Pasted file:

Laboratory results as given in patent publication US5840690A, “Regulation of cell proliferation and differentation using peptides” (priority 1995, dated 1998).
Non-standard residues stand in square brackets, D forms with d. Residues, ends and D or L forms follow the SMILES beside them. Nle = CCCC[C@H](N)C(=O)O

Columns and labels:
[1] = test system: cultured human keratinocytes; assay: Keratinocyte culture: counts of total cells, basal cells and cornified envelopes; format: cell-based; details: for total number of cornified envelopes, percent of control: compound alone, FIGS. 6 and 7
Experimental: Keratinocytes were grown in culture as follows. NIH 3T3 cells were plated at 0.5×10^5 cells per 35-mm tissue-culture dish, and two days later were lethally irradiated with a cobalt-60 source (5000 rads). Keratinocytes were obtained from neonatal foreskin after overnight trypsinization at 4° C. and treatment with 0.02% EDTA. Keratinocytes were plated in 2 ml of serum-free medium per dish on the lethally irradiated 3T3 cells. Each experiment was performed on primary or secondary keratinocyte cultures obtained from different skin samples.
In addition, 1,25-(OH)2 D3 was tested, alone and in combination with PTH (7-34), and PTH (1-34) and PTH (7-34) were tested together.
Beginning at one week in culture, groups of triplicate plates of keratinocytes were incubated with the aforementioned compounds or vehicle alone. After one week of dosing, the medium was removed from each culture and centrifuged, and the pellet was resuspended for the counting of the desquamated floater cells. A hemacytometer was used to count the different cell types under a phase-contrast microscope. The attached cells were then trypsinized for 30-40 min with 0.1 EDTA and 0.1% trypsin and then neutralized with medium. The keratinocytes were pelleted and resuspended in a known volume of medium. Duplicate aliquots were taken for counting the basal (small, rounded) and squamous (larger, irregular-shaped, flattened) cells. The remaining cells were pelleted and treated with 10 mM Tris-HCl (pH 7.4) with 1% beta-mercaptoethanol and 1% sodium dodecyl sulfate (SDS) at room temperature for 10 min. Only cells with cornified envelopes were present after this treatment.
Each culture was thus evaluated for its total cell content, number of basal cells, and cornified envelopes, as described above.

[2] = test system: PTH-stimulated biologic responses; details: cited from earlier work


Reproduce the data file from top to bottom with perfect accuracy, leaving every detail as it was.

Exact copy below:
Laboratory results as given in patent publication US5840690A, “Regulation of cell proliferation and differentation using peptides” (priority 1995, dated 1998).
Non-standard residues stand in square brackets, D forms with d. Residues, ends and D or L forms follow the SMILES beside them. Nle = CCCC[C@H](N)C(=O)O

Columns and labels:
[1] = test system: cultured human keratinocytes; assay: Keratinocyte culture: counts of total cells, basal cells and cornified envelopes; format: cell-based; details: for total number of cornified envelopes, percent of control: compound alone, FIGS. 6 and 7
Experimental: Keratinocytes were grown in culture as follows. NIH 3T3 cells were plated at 0.5×10^5 cells per 35-mm tissue-culture dish, and two days later were lethally irradiated with a cobalt-60 source (5000 rads). Keratinocytes were obtained from neonatal foreskin after overnight trypsinization at 4° C. and treatment with 0.02% EDTA. Keratinocytes were plated in 2 ml of serum-free medium per dish on the lethally irradiated 3T3 cells. Each experiment was performed on primary or secondary keratinocyte cultures obtained from different skin samples.
In addition, 1,25-(OH)2 D3 was tested, alone and in combination with PTH (7-34), and PTH (1-34) and PTH (7-34) were tested together.
Beginning at one week in culture, groups of triplicate plates of keratinocytes were incubated with the aforementioned compounds or vehicle alone. After one week of dosing, the medium was removed from each culture and centrifuged, and the pellet was resuspended for the counting of the desquamated floater cells. A hemacytometer was used to count the different cell types under a phase-contrast microscope. The attached cells were then trypsinized for 30-40 min with 0.1 EDTA and 0.1% trypsin and then neutralized with medium. The keratinocytes were pelleted and resuspended in a known volume of medium. Duplicate aliquots were taken for counting the basal (small, rounded) and squamous (larger, irregular-shaped, flattened) cells. The remaining cells were pelleted and treated with 10 mM Tris-HCl (pH 7.4) with 1% beta-mercaptoethanol and 1% sodium dodecyl sulfate (SDS) at room temperature for 10 min. Only cells with cornified envelopes were present after this treatment.
Each culture was thus evaluated for its total cell content, number of basal cells, and cornified envelopes, as described above.

[2] = test system: PTH-stimulated biologic responses; details: cited from earlier work